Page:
You Worked for It – Now Get Paid for It
All too often, New York employers abuse wage and hour regulations to save money and cut corners. Wage and hour violations occur across industries throughout New York City and the state of New York. It does not necessarily only affect the City, or service industries like employees working in nail salons, restaurants, and construction sites – it affects all industries! For instance, even hard-working individuals working in banking, IT, healthcare, and others.
Like federal wage and hour laws, the State of New York’s overtime provisions effectively tracks the federal provisions. For instance, employers—like yours—must pay employees one-and-one-half times the employee’s regular rate of pay overtime. The time to bring a claim for unpaid wages under the Fair Labor Standards Act is only 2 years, and 6 years under the New York Labor Law.
Wage and hour claims are very complex due to the many exceptions and calculations under the law. Our attorneys have years of experience litigating claims of employment issues, discriminatory conduct, and wage and hour claims. Our attorneys work together as a team and we have recovered millions on behalf of our clients who were cheated out of the money they earned and for individuals discriminated against at the workplace. If you feel like your employer is not following the law or that you have been discriminated against, please call us today at (212) 587-0760 or contact our employment attorneys online by filling out the contact form. We offer free consultations and would love to see how we can help you.
Are you a company employee but being misclassified as an independent contractor or being paid completely off the books?
If so, your employer is avoiding compliance with a number of laws regarding:
- Unemployment insurance
- Workers compensation
- Social Security
- Tax withholding
- Temporary disability
- Minimum wage and overtime laws that protect workers
If your employer is not complying with these laws it hurts you, the employee, as you will not be able to reap the benefits of the above. One example: Being misclassified as an independent contractor will deprive you of your proper social security benefits since your employer has not documented you as an employee of the company, meaning you are not contributing to social security through your payroll deductions. The end result is less money in your monthly social security check at retirement.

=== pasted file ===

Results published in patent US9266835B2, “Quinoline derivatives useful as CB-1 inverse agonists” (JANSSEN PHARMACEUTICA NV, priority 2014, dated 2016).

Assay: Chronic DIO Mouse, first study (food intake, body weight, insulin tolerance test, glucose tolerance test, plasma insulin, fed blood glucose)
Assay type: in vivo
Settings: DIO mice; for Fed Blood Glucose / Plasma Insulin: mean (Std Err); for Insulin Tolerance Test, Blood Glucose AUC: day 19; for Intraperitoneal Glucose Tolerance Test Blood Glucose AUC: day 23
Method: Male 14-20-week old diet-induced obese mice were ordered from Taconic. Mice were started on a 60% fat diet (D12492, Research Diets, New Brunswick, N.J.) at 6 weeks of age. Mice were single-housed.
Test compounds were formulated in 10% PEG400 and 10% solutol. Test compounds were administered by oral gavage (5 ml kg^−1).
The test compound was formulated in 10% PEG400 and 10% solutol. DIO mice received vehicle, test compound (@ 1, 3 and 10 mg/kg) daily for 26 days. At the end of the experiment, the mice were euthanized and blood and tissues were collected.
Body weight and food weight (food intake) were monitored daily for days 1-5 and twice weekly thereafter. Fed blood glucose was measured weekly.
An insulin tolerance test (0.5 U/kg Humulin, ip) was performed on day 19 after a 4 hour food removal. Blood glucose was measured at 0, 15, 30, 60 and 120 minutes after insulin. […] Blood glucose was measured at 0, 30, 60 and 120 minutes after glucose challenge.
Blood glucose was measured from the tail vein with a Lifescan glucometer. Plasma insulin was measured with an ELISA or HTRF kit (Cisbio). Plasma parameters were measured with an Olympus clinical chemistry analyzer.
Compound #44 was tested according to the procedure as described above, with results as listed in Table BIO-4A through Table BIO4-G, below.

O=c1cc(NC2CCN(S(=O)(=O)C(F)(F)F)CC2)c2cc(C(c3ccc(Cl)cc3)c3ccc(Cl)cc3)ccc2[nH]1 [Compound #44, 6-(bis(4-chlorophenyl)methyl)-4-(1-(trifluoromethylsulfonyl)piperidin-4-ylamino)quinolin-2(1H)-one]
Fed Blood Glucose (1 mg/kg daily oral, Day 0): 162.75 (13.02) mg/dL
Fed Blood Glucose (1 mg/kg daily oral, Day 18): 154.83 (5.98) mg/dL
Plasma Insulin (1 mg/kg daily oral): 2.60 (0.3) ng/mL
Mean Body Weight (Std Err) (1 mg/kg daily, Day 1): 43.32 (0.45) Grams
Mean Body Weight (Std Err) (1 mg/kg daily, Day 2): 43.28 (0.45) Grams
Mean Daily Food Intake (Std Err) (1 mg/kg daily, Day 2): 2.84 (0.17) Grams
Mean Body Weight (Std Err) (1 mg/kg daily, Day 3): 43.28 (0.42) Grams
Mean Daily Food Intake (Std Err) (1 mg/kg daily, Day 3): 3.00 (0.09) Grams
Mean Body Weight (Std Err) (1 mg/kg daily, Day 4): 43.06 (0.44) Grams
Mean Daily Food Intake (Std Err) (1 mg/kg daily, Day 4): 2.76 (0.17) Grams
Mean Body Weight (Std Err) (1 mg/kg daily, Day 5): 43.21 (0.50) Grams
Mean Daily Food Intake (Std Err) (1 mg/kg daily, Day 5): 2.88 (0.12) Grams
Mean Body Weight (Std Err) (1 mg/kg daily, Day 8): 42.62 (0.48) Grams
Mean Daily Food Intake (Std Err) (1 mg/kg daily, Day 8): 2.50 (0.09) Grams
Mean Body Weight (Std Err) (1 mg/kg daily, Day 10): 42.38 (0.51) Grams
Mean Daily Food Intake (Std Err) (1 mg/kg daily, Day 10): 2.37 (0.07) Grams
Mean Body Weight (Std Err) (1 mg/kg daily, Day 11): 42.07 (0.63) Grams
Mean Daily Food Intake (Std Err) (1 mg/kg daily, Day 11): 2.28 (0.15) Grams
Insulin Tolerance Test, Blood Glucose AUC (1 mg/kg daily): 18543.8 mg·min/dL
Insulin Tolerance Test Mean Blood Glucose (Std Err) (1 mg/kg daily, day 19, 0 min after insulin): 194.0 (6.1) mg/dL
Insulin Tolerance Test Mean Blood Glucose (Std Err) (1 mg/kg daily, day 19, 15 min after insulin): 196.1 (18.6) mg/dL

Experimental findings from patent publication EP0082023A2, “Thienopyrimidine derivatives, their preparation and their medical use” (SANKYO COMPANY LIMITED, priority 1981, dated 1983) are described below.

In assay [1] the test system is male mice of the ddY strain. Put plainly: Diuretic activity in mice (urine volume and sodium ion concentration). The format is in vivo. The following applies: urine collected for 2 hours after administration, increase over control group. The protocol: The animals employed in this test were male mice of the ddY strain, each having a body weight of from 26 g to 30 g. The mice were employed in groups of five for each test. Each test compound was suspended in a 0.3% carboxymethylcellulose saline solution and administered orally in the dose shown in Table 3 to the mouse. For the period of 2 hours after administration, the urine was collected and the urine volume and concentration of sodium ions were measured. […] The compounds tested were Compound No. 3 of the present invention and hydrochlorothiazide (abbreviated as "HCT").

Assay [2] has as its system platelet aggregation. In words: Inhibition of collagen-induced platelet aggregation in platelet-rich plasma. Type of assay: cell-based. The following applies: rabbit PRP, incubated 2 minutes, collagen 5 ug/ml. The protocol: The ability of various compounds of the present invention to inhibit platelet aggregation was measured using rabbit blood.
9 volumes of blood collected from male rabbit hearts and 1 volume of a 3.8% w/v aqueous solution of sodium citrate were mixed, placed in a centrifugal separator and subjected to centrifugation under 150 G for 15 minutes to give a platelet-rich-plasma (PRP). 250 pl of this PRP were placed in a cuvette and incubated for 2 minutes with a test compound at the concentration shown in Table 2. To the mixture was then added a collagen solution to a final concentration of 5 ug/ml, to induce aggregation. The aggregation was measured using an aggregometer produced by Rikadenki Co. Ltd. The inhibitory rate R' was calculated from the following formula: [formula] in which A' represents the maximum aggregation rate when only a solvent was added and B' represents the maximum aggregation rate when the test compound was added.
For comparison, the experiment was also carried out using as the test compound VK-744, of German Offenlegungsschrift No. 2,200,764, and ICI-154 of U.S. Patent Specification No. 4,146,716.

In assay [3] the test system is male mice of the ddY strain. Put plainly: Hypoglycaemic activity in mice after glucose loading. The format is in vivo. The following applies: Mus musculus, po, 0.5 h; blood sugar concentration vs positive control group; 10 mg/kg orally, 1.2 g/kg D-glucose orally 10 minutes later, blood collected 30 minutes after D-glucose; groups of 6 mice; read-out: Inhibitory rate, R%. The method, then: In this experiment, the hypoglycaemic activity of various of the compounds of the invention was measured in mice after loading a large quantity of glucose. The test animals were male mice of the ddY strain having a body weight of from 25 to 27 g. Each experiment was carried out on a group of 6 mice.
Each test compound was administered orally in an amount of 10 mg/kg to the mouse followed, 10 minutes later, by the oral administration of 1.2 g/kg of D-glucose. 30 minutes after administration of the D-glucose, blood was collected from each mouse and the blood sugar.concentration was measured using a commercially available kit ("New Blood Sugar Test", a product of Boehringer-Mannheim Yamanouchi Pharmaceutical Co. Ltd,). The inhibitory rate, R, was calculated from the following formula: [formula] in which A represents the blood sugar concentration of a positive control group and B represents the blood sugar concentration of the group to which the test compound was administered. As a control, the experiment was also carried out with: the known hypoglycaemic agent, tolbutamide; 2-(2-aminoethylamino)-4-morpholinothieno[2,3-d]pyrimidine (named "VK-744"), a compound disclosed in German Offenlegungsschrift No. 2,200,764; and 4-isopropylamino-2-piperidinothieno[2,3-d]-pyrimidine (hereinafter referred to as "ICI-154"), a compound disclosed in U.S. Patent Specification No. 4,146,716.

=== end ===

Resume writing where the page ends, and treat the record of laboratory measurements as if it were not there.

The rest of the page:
Has your employer unlawfully deducted money from your paycheck?
If you are in the service industry (example bartender/waiter/waitress), your employer is prohibited under the FLSA and the NYLL from making illegal deductions from your wages. Taking money for house fees can be an example of wrongdoing by your employer. Your employer is also prohibited from demanding, retaining, or receiving portions of the tips you have earned.
In general industries as well, your employer is not permitted to make any unlawful deductions from your paycheck for various reasons including:
- Arriving for work late
- Breaking or spoiling company property
- Any cash shortage or losses of money
- Errors on checks or unpaid checks
- You as an employee quitting without notice
- Your conduct at work
Is a fellow employee of yours not properly providing your tips to you?
In addition to your employer not being permitted to retain or demand a portion of your tips, you are not required to share your tips with other employees that have no customer service duties.
Are you being paid below the minimum wage?
FLSA requires your employer to pay you at least the statutory minimum wage (in New York State it is now $15 per hour – effective as of December 31, 2018). If you are a tipped employee, you would be paid at a reduced amount but it’s important that your employer explains the “tip credit”. For example, your employer must explain to you and your fellow employees that your tips will be credited against the minimum wage. This must be documented in writing and shown to you, the employee upon acceptance of employment. Your employer is not allowed to unjustly miscalculate the tip credit.
Are you a dual-job employee within your company?
Example: Are you both a “tipped” and “non-tipped” employee at a restaurant?
If so, your employer is only permitted to take advantage of the tip credit for the hours you have worked in the tipped occupation. If you as the employee have worked in a “non-tipped” function for two hours or more (or more than twenty percent of your shift), there should be no tip credit applied by your employer.
Were you not completely paid for the overtime you worked?
In accordance with The Fair Labor Standards Act (FLSA) and the New York Labor Law (NYLL), if you are a non-exempt employee and have worked more than forty hours in a work week you are entitled to a 1.5% rate of compensation (that is called “time-and-a-half”) for the hours worked beyond forty hours. If your employer is failing to pay you your earned overtime wages, it is unlawful. The New York State Minimum Wage Orders contain the State’s overtime requirements. These requirements are in addition to those required by federal law, including the FLSA. Your employer can only avoid paying overtime wages if you are an exempt employee.
Do you know what being an exempt employee means? To help you understand, we list it here, and you would have to meet all of the requirements: